Skin Permeation of Rosiglitazone from Transdermal Matrix Patches

The authors demonstrate that sustained-release delivery can help avoid the risk of sudden higher-blood concentration of a drug to avoid toxicity.
May 02, 2010
Volume 34, Issue 5

Insulin resistance is a common feature characterizing the pathogenesis of Type 2 diabetes mellitus. Epidemiologic studies have found a strong association between insulin resistance and Type 2 diabetes (1). For example, more than 90% of African Americans, Hispanics, and nonhispanic whites with Type 2 diabetes in the United States were identified as insulin resistant (2). Rosiglitazone [(±)-5-[[4-[2-(methyl-2-pyridinylamino) ethoxy] phenyl] methyl]-2, 4-thiazolidinedione, (Z)-2-butenedioate (1:1)], a member of the thiazolidinedione class of antidiabetic agents, improves glycemic control because it has a high affinity for peroxisome proliferators-activated receptor-gamma (PPARγ). Thus, it regulates the transcription of certain insulin-responsive genes and improves insulin sensitivity (3). It controls glucose production, transport, and utilization. Although recent studies claim that the drug could be a risk for cardiac patients, it is still a good option for improving insulin sensitivity (4–6).

Rosiglitazone is a weak base with a molecular weight of 357.44 Da. As a maleate salt, 2 to 8 mg of it is administered in tablet form twice daily, with or without a combination of metformin. However, rosiglitazone is metabolized extensively by n-demethylation and hydroxylation, followed by conjugation with sulfate and glucuronic acid in the liver (7, 8). Therefore, alternative routes such as transdermal delivery may be a good choice to deliver the drug directly into systemic circulation through intact skin by bypassing the hepatic first-pass effect to reduce dose frequency by maintaining a prolonged therapeutic blood level of rosiglitazone.

A transdermal patch is a medicated adhesive patch placed on the skin to deliver drugs into the bloodstream (9). The drug has a log P value of 2.1, which contributes to its lipid solubility and hydrophilicity. The oral absorption of rosiglitazone is 99%. Clearance of the drug, in terms of excretion in breast milk, is unknown; renal excretion of metabolized drug is 64%, and feces show the presence of about 23% of the parent compound. The elimination half-life of the drug is 3–4 h, and total protein binding is 99.8% to albumin. The drug has the volume of distribution of 17.6 L. These factors suggest that the drug is a suitable candidate for transdermal drug-delivery systems (TDDS). The authors evaluated the efficacy of the formulations in streptozotocin (STZ)-induced diabetic rats and examined the pharmacokinetic parameters of drug administered through TDDS in humans. This study describes how to develop a matrix–type transdermal patch containing rosiglitazone maleate using pressure-sensitive adhesives (Duro-Tak 387-2516 and Duro-Tak 87-2852). A blend of Duro-Tak polymers can achieve the desired consistency and tackiness for a TDDS, without any gelling agents. Duro-Tak polymers are acrylate-polymeric solutions containing acrylic acid, methyl acrylate, and 2-ethylhexyl acrylate at different ratios. In the present study, transdermal matrix patches containing rosiglitazone maleate using combinations of polymers Duro-Tak 387-2516 and Duro-Tak 87-2852 in ratios of 4:5 and 4:6 were developed and evaluated in vitro and in vivo.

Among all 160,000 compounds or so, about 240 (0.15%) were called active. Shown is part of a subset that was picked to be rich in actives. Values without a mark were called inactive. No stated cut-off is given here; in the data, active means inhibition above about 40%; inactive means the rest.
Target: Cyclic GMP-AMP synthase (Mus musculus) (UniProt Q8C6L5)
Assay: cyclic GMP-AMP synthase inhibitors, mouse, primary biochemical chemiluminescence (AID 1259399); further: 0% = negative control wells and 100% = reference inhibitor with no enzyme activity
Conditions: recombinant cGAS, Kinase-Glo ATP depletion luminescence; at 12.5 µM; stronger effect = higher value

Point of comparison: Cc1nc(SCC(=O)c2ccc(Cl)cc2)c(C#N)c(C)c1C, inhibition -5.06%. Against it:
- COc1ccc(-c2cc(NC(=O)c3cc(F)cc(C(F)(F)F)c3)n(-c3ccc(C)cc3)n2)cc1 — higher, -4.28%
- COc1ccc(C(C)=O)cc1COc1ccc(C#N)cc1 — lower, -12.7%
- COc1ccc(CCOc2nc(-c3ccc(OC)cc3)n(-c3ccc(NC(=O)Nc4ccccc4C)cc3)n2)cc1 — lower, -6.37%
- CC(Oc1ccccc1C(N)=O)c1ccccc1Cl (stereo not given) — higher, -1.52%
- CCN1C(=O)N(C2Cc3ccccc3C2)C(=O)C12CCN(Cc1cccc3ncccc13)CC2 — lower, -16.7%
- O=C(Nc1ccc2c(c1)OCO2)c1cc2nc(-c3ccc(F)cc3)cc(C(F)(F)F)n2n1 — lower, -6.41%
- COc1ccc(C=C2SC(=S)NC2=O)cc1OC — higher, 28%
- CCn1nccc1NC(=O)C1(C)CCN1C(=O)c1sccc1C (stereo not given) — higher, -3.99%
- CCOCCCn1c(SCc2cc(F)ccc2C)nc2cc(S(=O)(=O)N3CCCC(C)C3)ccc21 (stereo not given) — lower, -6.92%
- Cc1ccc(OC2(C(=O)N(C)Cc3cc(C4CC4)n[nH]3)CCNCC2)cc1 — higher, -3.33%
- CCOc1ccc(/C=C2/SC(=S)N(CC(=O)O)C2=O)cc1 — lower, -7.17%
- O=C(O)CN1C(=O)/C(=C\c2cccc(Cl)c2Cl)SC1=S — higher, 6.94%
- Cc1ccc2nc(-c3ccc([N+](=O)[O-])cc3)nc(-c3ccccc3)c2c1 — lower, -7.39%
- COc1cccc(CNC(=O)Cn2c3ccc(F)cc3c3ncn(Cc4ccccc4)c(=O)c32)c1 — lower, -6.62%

Rosiglitazone maleate was obtained as a gift sample from Sun Pharma (Mumbai). Duro-Tak 387-2516 (a semisolid polymer with boiling point of 60 °C, solid content of 41.5%, and viscosity of 4350 cp) and Duro-Tak 87-2852 (a semisolid polymer with a boiling point 65.5 °C, solid content of 33.5%, and viscosity of 2550 cp) were gifts from the National Starch and Chemical Company (Bridgewater, NJ). Polyvinyl alcohol was purchased from S.D. Fine-Chem (Boisar, India). Streptozotocin (STZ) was purchased from Sigma-Aldrich (Bangalore, India). All other chemicals used were of analytical reagent grade.

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